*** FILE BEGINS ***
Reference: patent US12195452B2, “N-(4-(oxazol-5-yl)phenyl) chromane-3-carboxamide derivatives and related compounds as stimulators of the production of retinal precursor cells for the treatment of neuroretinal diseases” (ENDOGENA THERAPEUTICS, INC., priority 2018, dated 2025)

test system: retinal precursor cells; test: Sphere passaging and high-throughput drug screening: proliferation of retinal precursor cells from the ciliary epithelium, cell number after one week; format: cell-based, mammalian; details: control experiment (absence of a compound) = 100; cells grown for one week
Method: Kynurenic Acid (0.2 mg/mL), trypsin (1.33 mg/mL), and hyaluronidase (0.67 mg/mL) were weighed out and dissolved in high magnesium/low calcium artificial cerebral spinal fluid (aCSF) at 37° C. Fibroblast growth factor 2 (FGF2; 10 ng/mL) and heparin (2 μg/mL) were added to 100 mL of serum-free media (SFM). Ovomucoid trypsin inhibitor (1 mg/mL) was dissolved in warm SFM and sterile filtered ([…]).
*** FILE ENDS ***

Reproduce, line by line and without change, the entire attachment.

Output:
Reference: patent US12195452B2, “N-(4-(oxazol-5-yl)phenyl) chromane-3-carboxamide derivatives and related compounds as stimulators of the production of retinal precursor cells for the treatment of neuroretinal diseases” (ENDOGENA THERAPEUTICS, INC., priority 2018, dated 2025)

test system: retinal precursor cells; test: Sphere passaging and high-throughput drug screening: proliferation of retinal precursor cells from the ciliary epithelium, cell number after one week; format: cell-based, mammalian; details: control experiment (absence of a compound) = 100; cells grown for one week
Method: Kynurenic Acid (0.2 mg/mL), trypsin (1.33 mg/mL), and hyaluronidase (0.67 mg/mL) were weighed out and dissolved in high magnesium/low calcium artificial cerebral spinal fluid (aCSF) at 37° C. Fibroblast growth factor 2 (FGF2; 10 ng/mL) and heparin (2 μg/mL) were added to 100 mL of serum-free media (SFM). Ovomucoid trypsin inhibitor (1 mg/mL) was dissolved in warm SFM and sterile filtered ([…]).